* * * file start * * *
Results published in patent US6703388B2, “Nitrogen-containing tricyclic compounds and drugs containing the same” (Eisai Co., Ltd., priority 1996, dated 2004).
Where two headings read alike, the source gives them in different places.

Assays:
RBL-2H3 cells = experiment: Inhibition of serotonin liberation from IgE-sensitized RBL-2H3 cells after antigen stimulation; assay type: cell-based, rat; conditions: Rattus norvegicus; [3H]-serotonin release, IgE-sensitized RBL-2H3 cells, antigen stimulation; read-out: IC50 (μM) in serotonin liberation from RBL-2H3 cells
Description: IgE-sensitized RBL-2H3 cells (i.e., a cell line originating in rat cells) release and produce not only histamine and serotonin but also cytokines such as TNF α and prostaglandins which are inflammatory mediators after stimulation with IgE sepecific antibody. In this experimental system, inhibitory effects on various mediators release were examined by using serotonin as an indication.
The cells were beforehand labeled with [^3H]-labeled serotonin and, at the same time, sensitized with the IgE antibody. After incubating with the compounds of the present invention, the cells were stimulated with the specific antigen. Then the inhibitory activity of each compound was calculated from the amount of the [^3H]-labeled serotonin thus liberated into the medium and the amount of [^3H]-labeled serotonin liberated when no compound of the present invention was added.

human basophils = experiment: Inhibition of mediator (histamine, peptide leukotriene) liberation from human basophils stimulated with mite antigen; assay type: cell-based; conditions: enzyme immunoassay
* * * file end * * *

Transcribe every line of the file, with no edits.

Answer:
Results published in patent US6703388B2, “Nitrogen-containing tricyclic compounds and drugs containing the same” (Eisai Co., Ltd., priority 1996, dated 2004).
Where two headings read alike, the source gives them in different places.

Assays:
RBL-2H3 cells = experiment: Inhibition of serotonin liberation from IgE-sensitized RBL-2H3 cells after antigen stimulation; assay type: cell-based, rat; conditions: Rattus norvegicus; [3H]-serotonin release, IgE-sensitized RBL-2H3 cells, antigen stimulation; read-out: IC50 (μM) in serotonin liberation from RBL-2H3 cells
Description: IgE-sensitized RBL-2H3 cells (i.e., a cell line originating in rat cells) release and produce not only histamine and serotonin but also cytokines such as TNF α and prostaglandins which are inflammatory mediators after stimulation with IgE sepecific antibody. In this experimental system, inhibitory effects on various mediators release were examined by using serotonin as an indication.
The cells were beforehand labeled with [^3H]-labeled serotonin and, at the same time, sensitized with the IgE antibody. After incubating with the compounds of the present invention, the cells were stimulated with the specific antigen. Then the inhibitory activity of each compound was calculated from the amount of the [^3H]-labeled serotonin thus liberated into the medium and the amount of [^3H]-labeled serotonin liberated when no compound of the present invention was added.

human basophils = experiment: Inhibition of mediator (histamine, peptide leukotriene) liberation from human basophils stimulated with mite antigen; assay type: cell-based; conditions: enzyme immunoassay